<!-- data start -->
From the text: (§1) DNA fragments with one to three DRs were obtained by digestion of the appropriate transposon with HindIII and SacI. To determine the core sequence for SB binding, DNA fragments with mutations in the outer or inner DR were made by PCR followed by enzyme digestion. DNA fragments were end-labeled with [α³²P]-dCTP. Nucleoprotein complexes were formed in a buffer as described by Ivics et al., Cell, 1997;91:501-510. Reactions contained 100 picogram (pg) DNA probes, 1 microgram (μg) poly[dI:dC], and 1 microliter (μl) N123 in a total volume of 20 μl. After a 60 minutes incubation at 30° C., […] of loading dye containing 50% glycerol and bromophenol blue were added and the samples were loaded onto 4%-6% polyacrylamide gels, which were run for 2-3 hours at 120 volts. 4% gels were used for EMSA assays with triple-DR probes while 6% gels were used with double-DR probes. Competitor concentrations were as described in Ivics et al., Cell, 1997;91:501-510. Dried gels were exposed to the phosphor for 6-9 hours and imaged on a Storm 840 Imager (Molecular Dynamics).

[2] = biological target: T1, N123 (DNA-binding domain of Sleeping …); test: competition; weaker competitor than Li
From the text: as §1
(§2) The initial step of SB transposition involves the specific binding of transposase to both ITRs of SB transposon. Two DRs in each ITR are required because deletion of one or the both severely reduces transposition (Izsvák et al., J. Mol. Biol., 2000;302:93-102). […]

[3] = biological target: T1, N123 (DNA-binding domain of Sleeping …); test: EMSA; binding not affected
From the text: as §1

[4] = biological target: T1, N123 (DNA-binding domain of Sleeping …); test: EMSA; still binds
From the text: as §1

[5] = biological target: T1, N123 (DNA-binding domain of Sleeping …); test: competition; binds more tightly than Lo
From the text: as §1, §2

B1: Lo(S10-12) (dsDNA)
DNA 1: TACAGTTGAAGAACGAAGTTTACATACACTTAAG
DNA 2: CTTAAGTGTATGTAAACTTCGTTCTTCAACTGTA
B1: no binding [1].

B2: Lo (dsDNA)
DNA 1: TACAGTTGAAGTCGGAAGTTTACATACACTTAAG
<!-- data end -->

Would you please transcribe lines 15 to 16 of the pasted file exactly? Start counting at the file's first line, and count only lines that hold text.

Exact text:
B2: Lo (dsDNA)
DNA 1: TACAGTTGAAGTCGGAAGTTTACATACACTTAAG